UCLA’s chances of making the CFP are over, and now only less appealing possibilities remain.


On a wonky night for UCLA, its defense giving out yardage like Rose Bowl flea market fliers and its offense a beat off its usual rhythm, one thing remained constant.

Coach Chip Kelly repeated his refrain about everyone picking their heads up in December to see whether their accomplishments over the course of the season were good enough.

Thanks to what happened on a frigid night at the Rose Bowl that chilled the Bruins to their football core, it might not be.

Before Saturday, UCLA was on track for a New Year’s Six bowl game. A few more wins and it could have ended that epic Rose Bowl game drought that goes back to 1999 or been selected for the Cotton Bowl as a gratifying consolation prize. Even the College Football Playoff remained a dreamy but not out-of-the-question possibility.

Now, after a horrid 34-28 loss to Arizona, the Bruins are on pace for a few other holiday destinations. San Antonio for the Alamo Bowl? El Paso for the Sun Bowl? San Diego for the Holiday Bowl, should bowl organizers be in a forgiving mood after the Bruins’ last-minute pullout a year ago?

All those fallback options remain in play for a team whose late-night stumbles dropped it into a tie with Washington for fourth place in the Pac-12 standings.

First things first: Forget about the CFP. No. 12 UCLA (8-2 overall, 5-2 Pac-12) will fall so far when the new rankings come out Tuesday that even a loud “Help!” echo won’t reach those in the top four.

Winning the conference for the first time since 1998? At this point, it might feel like going 99 yards in three plays. The Bruins are 1½ games behind the Trojans and one game behind Oregon and Utah. The Ducks and Utes playing each other next weekend in Eugene helps in that it will leave one of those teams with a second conference loss, but the tiebreaker permutations are so muddled that they’re not worth getting into for another week.

Even with a victory over No. 8 USC on Saturday at the Rose Bowl, UCLA might need some tiebreaker help to reach the Pac-12 championship game Dec. 2 at Allegiant Stadium in Las Vegas, but it would be a huge step toward the Strip. Besides the immediate catharsis of a second consecutive triumph over the Trojans, it would give the Bruins head-to-head wins against USC, Utah and Washington that would probably come in handy as part of tiebreaker scenarios.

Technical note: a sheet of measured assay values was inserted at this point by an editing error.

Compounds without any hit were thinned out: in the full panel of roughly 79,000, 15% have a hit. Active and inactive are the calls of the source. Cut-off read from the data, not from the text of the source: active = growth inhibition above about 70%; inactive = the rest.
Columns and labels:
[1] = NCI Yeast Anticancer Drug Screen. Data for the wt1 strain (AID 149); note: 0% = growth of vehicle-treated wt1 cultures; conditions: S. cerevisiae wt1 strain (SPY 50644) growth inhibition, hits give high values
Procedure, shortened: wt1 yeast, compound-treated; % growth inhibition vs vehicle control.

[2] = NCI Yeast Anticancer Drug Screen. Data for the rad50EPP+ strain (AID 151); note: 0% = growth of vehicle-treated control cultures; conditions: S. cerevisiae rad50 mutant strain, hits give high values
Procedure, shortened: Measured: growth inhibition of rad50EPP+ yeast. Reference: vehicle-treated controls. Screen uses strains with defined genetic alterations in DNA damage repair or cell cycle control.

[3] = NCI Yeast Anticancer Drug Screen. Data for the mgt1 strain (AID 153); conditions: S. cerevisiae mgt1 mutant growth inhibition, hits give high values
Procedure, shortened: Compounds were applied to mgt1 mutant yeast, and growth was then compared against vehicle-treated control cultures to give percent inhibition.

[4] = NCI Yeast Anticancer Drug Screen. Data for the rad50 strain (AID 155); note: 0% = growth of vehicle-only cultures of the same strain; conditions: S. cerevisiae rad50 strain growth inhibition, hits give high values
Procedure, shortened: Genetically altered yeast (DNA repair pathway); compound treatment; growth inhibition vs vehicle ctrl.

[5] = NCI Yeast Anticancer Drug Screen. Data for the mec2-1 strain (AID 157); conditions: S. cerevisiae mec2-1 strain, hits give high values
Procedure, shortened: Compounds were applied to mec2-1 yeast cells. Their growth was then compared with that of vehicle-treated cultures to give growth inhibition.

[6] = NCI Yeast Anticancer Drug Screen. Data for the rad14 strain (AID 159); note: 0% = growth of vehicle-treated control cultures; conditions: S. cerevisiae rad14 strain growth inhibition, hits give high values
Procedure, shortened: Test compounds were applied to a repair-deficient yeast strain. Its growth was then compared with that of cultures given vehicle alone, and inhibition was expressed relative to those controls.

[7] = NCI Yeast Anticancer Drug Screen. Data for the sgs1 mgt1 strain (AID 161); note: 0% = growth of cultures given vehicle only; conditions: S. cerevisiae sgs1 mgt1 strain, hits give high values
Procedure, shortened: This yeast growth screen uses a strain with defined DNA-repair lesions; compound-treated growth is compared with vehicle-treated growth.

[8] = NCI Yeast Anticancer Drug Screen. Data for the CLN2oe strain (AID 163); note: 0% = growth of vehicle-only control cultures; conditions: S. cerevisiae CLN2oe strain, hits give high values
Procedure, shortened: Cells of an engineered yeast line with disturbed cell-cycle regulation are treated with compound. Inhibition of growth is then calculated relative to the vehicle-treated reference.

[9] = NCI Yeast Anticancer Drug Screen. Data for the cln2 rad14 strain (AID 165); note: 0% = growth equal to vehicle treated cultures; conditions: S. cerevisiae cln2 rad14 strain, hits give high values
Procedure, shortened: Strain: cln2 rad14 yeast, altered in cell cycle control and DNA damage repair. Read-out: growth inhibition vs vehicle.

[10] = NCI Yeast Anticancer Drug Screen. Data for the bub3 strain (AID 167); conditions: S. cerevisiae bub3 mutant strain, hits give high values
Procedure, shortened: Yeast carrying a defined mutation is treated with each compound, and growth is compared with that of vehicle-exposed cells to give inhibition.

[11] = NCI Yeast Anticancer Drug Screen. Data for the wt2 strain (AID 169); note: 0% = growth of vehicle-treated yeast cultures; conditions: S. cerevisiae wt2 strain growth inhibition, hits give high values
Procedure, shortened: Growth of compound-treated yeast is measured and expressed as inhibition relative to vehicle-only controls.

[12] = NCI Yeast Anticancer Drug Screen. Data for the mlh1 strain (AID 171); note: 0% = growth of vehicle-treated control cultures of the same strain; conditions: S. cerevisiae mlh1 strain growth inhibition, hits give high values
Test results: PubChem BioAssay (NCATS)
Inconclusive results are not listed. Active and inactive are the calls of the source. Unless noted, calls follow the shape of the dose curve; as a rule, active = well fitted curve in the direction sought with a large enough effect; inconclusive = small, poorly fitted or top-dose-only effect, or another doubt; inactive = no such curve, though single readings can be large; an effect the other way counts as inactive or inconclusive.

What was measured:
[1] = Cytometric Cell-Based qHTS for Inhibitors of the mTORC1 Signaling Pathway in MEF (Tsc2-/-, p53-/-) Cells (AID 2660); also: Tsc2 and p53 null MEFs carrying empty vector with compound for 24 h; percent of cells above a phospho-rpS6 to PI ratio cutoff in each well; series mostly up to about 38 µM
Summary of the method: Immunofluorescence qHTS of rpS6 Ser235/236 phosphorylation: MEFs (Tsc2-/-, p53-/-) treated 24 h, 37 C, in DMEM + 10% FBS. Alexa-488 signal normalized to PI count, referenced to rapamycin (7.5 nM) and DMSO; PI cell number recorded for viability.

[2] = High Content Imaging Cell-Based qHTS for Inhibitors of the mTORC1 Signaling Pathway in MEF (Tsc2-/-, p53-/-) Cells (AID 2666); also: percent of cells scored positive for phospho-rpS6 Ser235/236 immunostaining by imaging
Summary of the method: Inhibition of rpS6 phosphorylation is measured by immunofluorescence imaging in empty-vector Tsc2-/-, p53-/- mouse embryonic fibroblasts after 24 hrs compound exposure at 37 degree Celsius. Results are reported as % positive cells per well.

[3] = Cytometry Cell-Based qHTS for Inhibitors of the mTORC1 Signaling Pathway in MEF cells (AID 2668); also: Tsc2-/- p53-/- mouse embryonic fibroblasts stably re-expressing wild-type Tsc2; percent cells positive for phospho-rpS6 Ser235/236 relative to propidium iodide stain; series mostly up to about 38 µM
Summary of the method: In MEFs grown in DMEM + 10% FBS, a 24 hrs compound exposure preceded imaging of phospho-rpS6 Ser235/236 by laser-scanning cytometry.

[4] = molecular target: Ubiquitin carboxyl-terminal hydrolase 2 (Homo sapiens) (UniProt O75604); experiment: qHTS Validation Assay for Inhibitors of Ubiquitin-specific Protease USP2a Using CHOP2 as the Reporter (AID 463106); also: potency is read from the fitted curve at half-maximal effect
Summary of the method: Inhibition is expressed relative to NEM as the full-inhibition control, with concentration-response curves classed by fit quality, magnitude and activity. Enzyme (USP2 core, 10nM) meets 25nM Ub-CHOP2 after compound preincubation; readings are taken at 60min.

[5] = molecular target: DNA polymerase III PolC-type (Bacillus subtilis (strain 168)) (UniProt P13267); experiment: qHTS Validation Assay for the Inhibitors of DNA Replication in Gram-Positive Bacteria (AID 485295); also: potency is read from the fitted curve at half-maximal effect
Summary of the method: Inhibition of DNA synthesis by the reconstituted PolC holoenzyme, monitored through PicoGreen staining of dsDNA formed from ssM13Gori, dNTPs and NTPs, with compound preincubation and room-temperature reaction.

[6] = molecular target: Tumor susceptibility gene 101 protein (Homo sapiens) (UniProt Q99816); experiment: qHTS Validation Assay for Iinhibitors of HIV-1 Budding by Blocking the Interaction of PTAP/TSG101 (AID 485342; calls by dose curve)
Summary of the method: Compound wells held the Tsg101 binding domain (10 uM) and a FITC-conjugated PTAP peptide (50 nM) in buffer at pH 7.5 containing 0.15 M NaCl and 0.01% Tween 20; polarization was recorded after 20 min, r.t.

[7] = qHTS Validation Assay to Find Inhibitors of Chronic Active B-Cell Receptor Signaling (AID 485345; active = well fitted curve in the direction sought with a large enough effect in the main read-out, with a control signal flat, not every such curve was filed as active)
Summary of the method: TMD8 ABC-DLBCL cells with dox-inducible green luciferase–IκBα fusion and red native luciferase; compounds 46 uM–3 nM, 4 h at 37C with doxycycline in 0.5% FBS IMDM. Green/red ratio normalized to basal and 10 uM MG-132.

But who’s kidding whom if UCLA’s defense can’t tighten considerably given its showings the last few weeks. What chance do the Bruins have of stopping USC quarterback Caleb Williams if they can’t keep Arizona’s Jayden de Laura — a plucky player, to be sure, but one leading what was then a 3-6 team — from doing whatever he wanted at the Rose Bowl?

De Laura’s ability to scramble and keep plays alive was the primary reason the Bruins trudged off their home field losers for the first time since falling to Oregon at the Rose Bowl on Oct. 23, 2021.

Afterward, Kelly appeared in denial about the issues that plague his defense, crediting De Laura instead of criticizing his overmatched linemen, linebackers and defensive backs.

“Our guys played with great effort,” Kelly said, adding of De Laura, “but he extended plays like nobody we played against this year and I can’t recall since we’ve been here a kid that’s run around like that, you know, and I think all those big plays he made when he was running around were the difference in the football game.”

(As a side note, Kelly appeared to have forgotten about the similarly slippery Jake Haener, who made plenty of heroic plays in leading Fresno State to a victory at the Rose Bowl last season.)

Asked about facing Williams, Kelly spouted his usual pablum about making corrections before practice this week. The problem is, he said the same thing after his defense gave up 18 unanswered points to Arizona State the previous week and appeared incapable of making any corrections against Arizona.

As bad as it was, UCLA’s defense wasn’t the only culprit Saturday. The Bruins failed to score at least 30 points for the first time since a 44-24 loss to Utah last season, having topped that threshold in 12 consecutive games. A blocked field goal, a dropped third-down pass by otherwise spectacular running back Zach Charbonnet and a fumble in the Arizona red zone before halftime all contributed to the upset.

Meeting with reporters just before Saturday turned into Sunday, UCLA quarterback Dorian Thompson-Robinson appeared glum but not devastated, suggesting that the clock had not struck midnight on the Bruins’ season.

“We know it’s not the end, we know we have the rest of the way,” Thompson-Robinson said. “Now we just focus on the next one. Put this behind us, watch the film — watch the ugly, watch the good — and move on to the next one. We got a big one coming up.”

Unfortunately for the Bruins, its game against USC is not as big as it could have been.

Related Articles

Leave a Reply

Your email address will not be published. Required fields are marked *

Back to top button